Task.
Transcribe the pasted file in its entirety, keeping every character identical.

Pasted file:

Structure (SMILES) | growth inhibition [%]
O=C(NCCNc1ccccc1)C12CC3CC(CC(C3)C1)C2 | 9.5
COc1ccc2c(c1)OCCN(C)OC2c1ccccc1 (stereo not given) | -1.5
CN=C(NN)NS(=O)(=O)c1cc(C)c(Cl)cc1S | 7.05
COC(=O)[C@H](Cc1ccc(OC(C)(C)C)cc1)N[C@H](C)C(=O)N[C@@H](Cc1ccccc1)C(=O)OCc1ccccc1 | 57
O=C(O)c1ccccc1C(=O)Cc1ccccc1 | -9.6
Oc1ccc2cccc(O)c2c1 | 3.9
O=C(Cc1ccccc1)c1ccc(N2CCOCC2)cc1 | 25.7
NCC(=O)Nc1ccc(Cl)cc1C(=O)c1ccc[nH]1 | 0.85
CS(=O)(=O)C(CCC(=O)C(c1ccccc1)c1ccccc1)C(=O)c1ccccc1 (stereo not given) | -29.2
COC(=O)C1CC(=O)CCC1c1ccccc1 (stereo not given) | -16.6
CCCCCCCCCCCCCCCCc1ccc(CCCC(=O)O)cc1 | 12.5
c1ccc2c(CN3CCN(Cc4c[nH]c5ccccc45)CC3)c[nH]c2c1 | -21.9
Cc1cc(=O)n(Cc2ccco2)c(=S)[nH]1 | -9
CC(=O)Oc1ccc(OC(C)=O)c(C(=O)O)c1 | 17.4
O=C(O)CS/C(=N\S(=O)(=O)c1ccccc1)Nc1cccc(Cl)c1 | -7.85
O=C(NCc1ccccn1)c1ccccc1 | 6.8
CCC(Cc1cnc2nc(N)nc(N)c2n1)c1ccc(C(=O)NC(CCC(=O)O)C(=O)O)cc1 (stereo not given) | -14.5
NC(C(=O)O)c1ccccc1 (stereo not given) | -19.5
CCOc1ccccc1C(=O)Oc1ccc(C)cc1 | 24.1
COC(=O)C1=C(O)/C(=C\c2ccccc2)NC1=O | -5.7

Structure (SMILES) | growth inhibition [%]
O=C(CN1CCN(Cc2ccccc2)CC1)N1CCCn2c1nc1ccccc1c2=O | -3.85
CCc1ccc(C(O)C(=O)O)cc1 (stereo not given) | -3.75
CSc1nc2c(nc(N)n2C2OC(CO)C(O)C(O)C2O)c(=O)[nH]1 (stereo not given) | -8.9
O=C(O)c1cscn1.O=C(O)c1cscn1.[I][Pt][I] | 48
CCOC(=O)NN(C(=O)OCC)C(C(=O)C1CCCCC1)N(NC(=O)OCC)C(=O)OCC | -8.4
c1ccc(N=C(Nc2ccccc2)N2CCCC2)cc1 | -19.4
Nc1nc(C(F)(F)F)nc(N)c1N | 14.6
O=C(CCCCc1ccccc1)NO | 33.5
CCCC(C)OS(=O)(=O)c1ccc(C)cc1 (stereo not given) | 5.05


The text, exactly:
Structure (SMILES) | growth inhibition [%]
O=C(NCCNc1ccccc1)C12CC3CC(CC(C3)C1)C2 | 9.5
COc1ccc2c(c1)OCCN(C)OC2c1ccccc1 (stereo not given) | -1.5
CN=C(NN)NS(=O)(=O)c1cc(C)c(Cl)cc1S | 7.05
COC(=O)[C@H](Cc1ccc(OC(C)(C)C)cc1)N[C@H](C)C(=O)N[C@@H](Cc1ccccc1)C(=O)OCc1ccccc1 | 57
O=C(O)c1ccccc1C(=O)Cc1ccccc1 | -9.6
Oc1ccc2cccc(O)c2c1 | 3.9
O=C(Cc1ccccc1)c1ccc(N2CCOCC2)cc1 | 25.7
NCC(=O)Nc1ccc(Cl)cc1C(=O)c1ccc[nH]1 | 0.85
CS(=O)(=O)C(CCC(=O)C(c1ccccc1)c1ccccc1)C(=O)c1ccccc1 (stereo not given) | -29.2
COC(=O)C1CC(=O)CCC1c1ccccc1 (stereo not given) | -16.6
CCCCCCCCCCCCCCCCc1ccc(CCCC(=O)O)cc1 | 12.5
c1ccc2c(CN3CCN(Cc4c[nH]c5ccccc45)CC3)c[nH]c2c1 | -21.9
Cc1cc(=O)n(Cc2ccco2)c(=S)[nH]1 | -9
CC(=O)Oc1ccc(OC(C)=O)c(C(=O)O)c1 | 17.4
O=C(O)CS/C(=N\S(=O)(=O)c1ccccc1)Nc1cccc(Cl)c1 | -7.85
O=C(NCc1ccccn1)c1ccccc1 | 6.8
CCC(Cc1cnc2nc(N)nc(N)c2n1)c1ccc(C(=O)NC(CCC(=O)O)C(=O)O)cc1 (stereo not given) | -14.5
NC(C(=O)O)c1ccccc1 (stereo not given) | -19.5
CCOc1ccccc1C(=O)Oc1ccc(C)cc1 | 24.1
COC(=O)C1=C(O)/C(=C\c2ccccc2)NC1=O | -5.7

Structure (SMILES) | growth inhibition [%]
O=C(CN1CCN(Cc2ccccc2)CC1)N1CCCn2c1nc1ccccc1c2=O | -3.85
CCc1ccc(C(O)C(=O)O)cc1 (stereo not given) | -3.75
CSc1nc2c(nc(N)n2C2OC(CO)C(O)C(O)C2O)c(=O)[nH]1 (stereo not given) | -8.9
O=C(O)c1cscn1.O=C(O)c1cscn1.[I][Pt][I] | 48
CCOC(=O)NN(C(=O)OCC)C(C(=O)C1CCCCC1)N(NC(=O)OCC)C(=O)OCC | -8.4
c1ccc(N=C(Nc2ccccc2)N2CCCC2)cc1 | -19.4
Nc1nc(C(F)(F)F)nc(N)c1N | 14.6
O=C(CCCCc1ccccc1)NO | 33.5
CCCC(C)OS(=O)(=O)c1ccc(C)cc1 (stereo not given) | 5.05